This is a lovely image — teshuvah as "turning to remain true," to find and keep our center. And as I discovered at my failed attempt to become a potter, it's not always so easy to stay centered. It takes some amount of strength, but most of all it takes commitment and practice. I abandoned my foray into pottery before I could center the clay, but I'm sure if I'd stuck with it, I'd have figured it out. These days of teshuvah are an opportunity to practice those things that ground and center us, that help us remain true to ourselves. It might be practices like meditation or prayer, or being with people who bring out the best in us, or being in nature, or exercising, or simply remembering to periodically turn off the social media or get away from the email.

If, as the metaphor in the Yom Kippur prayer says, we are the clay and God is the potter, then perhaps we can imagine that there is Something out there – or in here – helping to center us, if we allow it. Unlike the recalcitrant clay that I battled, we can allow ourselves to be turned true, we can have some confidence that, with the right intentions, we can indeed find our center, find the grounding we need to turn into our best selves.

Lesson #3: Turning is a transition. The nature of turning is that it's a transition, a shift from one direction to another. One year on a meditation retreat, I was doing a walking meditation — which entails walking a set amount of steps, about ten or twelve, and then turning, and walking back to the starting point, turning, and doing it again, and again, aspiring to stay mindful with each step. On this particular retreat, I became aware of a bit of imbalance in each moment of turning. It was just as I turned that I wobbled a little bit, became a bit unsteady.

And so, in our lives, when we make a change, we're vulnerable; we wobble; sometimes we even fall over. Transitions aren't easy. I think we all know this, but somehow in the moment, I often forget. I wonder why I'm feeling grumpy or anxious when something in my life is changing. Teshuvah is about change, whether making the necessary shift to forgive ourselves or forgive others, or admitting our own mistakes and seeking forgiveness from someone else, or trying to move away from a bad habit or set out on a new path. This all involves transition, turning in a new direction.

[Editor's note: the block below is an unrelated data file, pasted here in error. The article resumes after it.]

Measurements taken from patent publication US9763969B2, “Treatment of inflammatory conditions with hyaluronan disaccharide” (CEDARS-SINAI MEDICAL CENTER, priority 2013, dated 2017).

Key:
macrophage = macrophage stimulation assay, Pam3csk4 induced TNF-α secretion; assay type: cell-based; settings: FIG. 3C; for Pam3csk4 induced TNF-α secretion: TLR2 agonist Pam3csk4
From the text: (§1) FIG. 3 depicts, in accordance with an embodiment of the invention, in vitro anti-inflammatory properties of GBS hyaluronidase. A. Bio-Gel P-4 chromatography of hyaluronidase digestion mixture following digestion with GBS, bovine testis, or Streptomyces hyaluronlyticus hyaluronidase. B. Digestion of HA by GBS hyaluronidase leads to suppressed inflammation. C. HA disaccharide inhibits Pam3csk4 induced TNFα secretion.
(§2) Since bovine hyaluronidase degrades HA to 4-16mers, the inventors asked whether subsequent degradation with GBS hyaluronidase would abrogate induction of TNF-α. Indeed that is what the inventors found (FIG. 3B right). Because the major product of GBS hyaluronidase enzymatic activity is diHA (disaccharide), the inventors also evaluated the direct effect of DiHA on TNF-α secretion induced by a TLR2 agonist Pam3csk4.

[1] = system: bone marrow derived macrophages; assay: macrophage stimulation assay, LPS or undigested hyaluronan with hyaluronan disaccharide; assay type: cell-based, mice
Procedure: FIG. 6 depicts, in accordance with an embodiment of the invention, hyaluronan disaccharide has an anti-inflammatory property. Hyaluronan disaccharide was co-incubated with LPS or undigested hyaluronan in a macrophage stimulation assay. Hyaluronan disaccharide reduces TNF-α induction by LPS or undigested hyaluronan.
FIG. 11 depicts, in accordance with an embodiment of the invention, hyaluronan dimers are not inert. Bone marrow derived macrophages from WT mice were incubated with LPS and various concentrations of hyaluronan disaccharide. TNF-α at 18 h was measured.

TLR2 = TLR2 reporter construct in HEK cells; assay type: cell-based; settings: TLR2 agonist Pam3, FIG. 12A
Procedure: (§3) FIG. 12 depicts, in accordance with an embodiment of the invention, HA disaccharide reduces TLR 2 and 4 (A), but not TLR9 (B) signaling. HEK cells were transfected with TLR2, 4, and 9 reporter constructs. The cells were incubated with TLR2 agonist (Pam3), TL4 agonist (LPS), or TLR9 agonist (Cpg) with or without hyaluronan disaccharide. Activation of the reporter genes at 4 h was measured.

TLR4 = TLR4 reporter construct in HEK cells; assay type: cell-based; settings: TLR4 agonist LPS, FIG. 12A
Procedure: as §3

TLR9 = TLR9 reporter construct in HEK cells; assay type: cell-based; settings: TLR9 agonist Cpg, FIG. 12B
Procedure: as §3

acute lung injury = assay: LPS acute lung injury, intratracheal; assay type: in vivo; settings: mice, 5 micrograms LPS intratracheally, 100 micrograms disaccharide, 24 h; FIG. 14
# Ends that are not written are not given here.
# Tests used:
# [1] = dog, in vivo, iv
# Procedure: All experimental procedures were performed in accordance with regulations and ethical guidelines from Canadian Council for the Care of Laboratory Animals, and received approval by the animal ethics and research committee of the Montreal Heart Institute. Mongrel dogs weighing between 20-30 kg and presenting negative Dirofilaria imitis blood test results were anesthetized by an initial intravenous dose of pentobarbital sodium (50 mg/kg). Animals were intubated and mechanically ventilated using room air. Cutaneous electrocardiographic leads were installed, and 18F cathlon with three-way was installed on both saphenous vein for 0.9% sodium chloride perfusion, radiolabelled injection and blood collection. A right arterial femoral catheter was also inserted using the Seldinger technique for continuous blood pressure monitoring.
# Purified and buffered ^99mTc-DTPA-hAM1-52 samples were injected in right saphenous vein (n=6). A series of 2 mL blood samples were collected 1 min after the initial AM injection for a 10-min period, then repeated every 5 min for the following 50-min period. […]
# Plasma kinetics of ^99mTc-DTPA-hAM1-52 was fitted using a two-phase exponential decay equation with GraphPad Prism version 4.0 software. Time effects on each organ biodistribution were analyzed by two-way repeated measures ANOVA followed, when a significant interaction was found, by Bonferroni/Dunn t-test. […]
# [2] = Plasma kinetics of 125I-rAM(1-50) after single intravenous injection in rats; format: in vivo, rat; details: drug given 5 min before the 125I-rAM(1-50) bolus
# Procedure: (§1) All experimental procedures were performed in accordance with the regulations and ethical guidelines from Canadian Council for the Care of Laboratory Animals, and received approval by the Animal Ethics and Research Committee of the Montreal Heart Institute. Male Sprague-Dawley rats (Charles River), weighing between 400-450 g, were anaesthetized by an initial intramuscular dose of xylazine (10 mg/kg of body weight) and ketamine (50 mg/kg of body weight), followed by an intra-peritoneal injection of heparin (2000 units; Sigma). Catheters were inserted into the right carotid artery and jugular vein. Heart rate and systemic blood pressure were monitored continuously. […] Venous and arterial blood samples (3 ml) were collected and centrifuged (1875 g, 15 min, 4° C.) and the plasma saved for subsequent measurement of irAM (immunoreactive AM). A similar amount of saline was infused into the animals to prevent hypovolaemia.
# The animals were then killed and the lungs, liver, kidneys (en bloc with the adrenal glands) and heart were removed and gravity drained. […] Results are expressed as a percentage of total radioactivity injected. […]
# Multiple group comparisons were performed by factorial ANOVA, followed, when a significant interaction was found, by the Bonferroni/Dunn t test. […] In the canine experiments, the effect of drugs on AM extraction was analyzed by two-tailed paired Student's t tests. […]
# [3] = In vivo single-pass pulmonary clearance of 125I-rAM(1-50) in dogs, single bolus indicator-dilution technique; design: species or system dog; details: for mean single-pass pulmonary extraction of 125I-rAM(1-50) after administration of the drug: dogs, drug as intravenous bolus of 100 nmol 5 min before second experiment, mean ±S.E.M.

The important thing here is to remember to have compassion on ourselves in these moments of transition, to remember that turning isn't always easy, and that we're vulnerable in these moments. Be kind to yourself when making a turn, and have compassion on the people around you when you know they are attempting a turn. We can support one another, and make the turning a little easier.

Lesson #4: Teshuvah is turning over dirt in the garden. Even though I am not an expert gardener, I really love to garden, and every summer I plant some vegetables in the small amount of dirt available to me around my back patio. To plant a garden, you need to turn over the dirt each year, to prepare the ground for whatever is going to be planted. But that's not always so simple. There may be some things in the way of getting the soil soft and ready for planting. 

There is an old Norway maple tree in my backyard, an invasive species whose roots spread far and wide. A few years ago, I wanted to plant a few bushes along my back fence. When I took my shovel to begin digging, I hit a solid floor of maple tree roots. It took me many hours to dig through to get to the soil and create enough space to plant my bushes. Beneath the surface I hit rocks that needed to be taken out of the dirt. To even be able to turn the soil, I had a lot of obstacles that needed to be dealt with.

In addition to clearing away obstacles, every year I need to add nutrients to the soil. I've got a good compost pile, and steadily over the years I've added to the dirt of my vegetable patch. And every year, as I prepare for my vegetable planting, I need to clear out the weeds as I turn the soil. Removing weeds, pulling out rocks, adding compost, getting everything ready.

As we turn into the new year, we can imagine that we are preparing our inner garden, creating conditions in our hearts and minds for new and beautiful things to sprout. We might take some time, over these next ten days, to think about what the internal obstacles might be to this planting, and how we can turn over the soil. Are there habits that, like my Norway maple, have been growing for years, and need some attention, perhaps some effort, to get cleared out? Are there stories I tell myself – about who I am, why I can’t change, how impossible it is – that perhaps can be examined and gently let go? Are there ways that I am unkind to myself or to others that perhaps it’s time to uproot?